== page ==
G1 Climax, Block A: EVIL vs. Kota Ibushi
In yesterday’s “preview tag”, EVIL made a point of going after Kota’s injured ankle… so expect a lot of that today.
The pair charge at each other like bulls from the off, before a series of kicks put EVIL down. EVIL quickly took Ibushi down with him, working over the leg and ankle as Ibushi dragged himself into the corner… and into the path of a Bronco buster as EVIL was keeping things deliberate. A kick-out just saw Ibushi expose his leg, as EVIL locks in an ankle lock for fun, eventually forcing a rope break as he’d completely neutered Ibushi’s style. Ibushi hobbles as he’s whipped across the ring, before he came back with a dropkick that may have done more harm than good. A back senton from EVIL gets him back on track, but he couldn’t land Darkness Falls and ended up running into a powerslam as Ibushi tried to get into his usual game, landing a moonsault out of the corner for a near-fall.
A superplex from EVIL restores order, before a clothesline gave Kota a new way to land on his head. The pair trade Dragon suplexes that left them on jelly legs… so why not restart with elbows as they climbed back to their feet? EVIL goes low with a kick to the bad leg though, then stands on the bad ankle ahead of a Scorpion Deathlock attempt… but they’re way too close to the ropes. Ibushi tries to box his way back in, sending EVIL turtling up into the ropes ahead of some kicks. EVIL shoves the referee into Ibushi as he started to get more violent, but Ibushi’s back with a clothesline for a near-fall. Kota tries for Kamigoye, but EVIL rolls through neatly into a Scorpion Deathlock, eventually forcing another rope break before he looked to pull a SANADA, heading up top… instead going for a back senton off the top, which missed. That opened the door for Ibushi, who lands a pair of Bomaye knees for a near-fall, before a Kamigoye was blocked!
EVIL couldn’t get his finish off, so instead he just lariats Ibushi to the mat, then bounced him off the mat with Darkness Falls for a two-count… before Everything Is EVIL planted Kota for the win. This was technically fine, but it lacked any kind of spark to capture your attention or anything like that. I’ve a feeling this’ll be a long G1 for Kota with the ankle injury, but I wouldn’t be too shocked if he mounted the typical G1 comeback. ***¾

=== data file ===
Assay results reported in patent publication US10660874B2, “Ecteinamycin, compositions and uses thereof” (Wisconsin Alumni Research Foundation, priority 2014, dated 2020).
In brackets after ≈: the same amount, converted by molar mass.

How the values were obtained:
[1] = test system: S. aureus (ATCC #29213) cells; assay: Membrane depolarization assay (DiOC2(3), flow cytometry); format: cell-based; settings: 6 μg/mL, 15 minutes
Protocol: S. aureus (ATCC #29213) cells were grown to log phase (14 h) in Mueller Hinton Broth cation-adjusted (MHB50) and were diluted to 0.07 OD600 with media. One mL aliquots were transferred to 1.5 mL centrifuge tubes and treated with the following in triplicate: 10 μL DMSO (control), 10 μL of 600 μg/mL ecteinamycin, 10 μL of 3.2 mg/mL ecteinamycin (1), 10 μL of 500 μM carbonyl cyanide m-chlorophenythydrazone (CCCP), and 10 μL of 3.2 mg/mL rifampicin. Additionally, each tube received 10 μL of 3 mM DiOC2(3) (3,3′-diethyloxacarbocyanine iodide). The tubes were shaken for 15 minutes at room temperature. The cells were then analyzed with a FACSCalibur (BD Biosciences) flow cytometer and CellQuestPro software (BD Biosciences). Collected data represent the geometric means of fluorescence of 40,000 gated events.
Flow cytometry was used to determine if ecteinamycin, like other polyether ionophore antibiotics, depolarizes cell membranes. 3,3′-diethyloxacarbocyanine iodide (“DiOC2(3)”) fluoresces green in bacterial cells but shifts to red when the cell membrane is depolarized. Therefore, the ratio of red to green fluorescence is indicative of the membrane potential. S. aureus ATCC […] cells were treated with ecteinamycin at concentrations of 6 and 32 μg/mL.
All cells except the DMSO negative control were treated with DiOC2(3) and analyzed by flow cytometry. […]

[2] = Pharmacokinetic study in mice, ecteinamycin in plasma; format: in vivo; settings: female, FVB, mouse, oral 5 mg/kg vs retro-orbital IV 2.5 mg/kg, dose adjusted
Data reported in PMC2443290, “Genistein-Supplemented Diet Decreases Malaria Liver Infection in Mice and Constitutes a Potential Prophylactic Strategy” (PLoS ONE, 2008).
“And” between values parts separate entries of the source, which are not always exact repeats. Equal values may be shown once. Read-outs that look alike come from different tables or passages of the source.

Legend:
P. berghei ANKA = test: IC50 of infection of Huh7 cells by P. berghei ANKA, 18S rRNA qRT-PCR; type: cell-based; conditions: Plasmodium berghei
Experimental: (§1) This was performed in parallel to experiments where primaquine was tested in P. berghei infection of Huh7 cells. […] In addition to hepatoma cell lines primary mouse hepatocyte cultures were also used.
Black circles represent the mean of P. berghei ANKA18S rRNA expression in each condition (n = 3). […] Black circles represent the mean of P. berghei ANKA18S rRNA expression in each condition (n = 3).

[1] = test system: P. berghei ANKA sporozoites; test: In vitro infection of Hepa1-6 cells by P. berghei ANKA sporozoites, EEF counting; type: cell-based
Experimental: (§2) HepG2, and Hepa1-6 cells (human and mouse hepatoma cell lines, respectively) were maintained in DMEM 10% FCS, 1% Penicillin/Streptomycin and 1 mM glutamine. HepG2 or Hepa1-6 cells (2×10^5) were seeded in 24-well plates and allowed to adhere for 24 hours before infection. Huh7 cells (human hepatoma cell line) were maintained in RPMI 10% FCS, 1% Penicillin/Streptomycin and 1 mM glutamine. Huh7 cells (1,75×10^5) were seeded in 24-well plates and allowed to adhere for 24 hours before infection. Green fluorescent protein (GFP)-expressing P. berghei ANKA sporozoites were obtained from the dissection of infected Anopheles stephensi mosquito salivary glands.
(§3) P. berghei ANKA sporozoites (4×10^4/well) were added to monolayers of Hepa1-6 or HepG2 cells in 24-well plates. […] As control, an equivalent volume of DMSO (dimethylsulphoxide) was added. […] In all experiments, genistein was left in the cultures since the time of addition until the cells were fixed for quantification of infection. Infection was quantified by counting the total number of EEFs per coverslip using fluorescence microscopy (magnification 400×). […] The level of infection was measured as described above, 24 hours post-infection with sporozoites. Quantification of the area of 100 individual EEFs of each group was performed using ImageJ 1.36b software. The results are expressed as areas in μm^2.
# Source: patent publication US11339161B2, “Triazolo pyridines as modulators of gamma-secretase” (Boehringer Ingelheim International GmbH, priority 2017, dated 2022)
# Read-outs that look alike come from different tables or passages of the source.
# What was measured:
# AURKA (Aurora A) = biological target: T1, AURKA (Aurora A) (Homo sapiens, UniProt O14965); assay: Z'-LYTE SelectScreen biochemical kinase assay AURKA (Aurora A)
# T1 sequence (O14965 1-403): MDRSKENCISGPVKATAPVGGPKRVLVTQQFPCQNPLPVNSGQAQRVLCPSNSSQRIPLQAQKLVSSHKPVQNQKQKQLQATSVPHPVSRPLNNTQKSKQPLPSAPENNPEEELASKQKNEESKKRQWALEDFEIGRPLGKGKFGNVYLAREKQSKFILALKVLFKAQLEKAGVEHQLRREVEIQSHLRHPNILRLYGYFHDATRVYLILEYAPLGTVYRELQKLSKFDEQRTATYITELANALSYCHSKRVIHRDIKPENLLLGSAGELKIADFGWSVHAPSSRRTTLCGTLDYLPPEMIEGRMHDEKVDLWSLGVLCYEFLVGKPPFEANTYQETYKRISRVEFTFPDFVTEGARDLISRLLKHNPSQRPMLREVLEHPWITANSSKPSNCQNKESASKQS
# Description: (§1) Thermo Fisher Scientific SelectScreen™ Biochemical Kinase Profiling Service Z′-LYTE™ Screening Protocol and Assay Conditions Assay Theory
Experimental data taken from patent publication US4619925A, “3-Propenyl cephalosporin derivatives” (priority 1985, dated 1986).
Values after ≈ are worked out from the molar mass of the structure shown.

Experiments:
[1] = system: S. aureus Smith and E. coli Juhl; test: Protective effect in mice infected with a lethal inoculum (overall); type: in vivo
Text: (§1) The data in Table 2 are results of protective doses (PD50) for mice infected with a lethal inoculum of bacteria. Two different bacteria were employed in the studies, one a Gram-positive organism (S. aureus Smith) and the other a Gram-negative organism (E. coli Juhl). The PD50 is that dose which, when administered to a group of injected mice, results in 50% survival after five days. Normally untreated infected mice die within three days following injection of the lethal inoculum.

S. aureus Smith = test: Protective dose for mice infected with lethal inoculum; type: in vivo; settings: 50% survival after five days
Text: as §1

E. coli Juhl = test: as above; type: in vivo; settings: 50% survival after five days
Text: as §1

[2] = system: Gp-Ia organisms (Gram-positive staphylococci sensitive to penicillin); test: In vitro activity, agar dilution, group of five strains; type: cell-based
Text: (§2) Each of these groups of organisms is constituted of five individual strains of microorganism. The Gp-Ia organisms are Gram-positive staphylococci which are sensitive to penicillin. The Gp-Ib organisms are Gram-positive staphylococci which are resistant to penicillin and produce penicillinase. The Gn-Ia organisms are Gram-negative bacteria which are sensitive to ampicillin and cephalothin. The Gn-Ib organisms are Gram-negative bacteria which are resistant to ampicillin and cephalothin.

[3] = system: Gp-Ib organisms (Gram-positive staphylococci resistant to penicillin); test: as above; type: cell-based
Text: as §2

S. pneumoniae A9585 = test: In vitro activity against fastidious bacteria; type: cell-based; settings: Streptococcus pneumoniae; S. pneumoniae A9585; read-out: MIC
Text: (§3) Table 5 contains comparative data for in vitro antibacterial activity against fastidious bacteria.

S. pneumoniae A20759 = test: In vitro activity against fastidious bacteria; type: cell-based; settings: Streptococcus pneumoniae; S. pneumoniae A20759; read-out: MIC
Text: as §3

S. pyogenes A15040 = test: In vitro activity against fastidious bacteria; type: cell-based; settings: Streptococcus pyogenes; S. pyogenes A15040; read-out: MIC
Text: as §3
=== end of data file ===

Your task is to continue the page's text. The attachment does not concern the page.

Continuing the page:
Katsuyori Shibata comes to ringside before the main event, as two of his boys were about to lock horns in a special one…
G1 Climax, Block A: KENTA vs. Hiroshi Tanahashi
On paper, these two haven’t exactly set the world on fire recently, with a lot of questions over nagging injuries and the proverbial ring rust perhaps overshadowing things on the way in here.
The pair open up with a long tie-up into the ropes, which led to KENTA slapping Tanahashi. There’s a receipt, which sparks back-and-forth elbows to the head, before Tanahashi boxed his way ahead… only for KENTA to kick him in the head as Tana tried to air-guitar. Tanahashi’s reply was to pull KENTA outside and whip him into the railings, but of course, KENTA replies in kind, taking him into the aisleway for a big DDT. KENTA seemed to make a point of keeping some of the beating in and around Shibata’s general vicinity before taking the match back inside. Some knee drops and a playful back heel get the crowd on KENTA’s back, before a running knee to the gut drops Tanahashi for a two-count.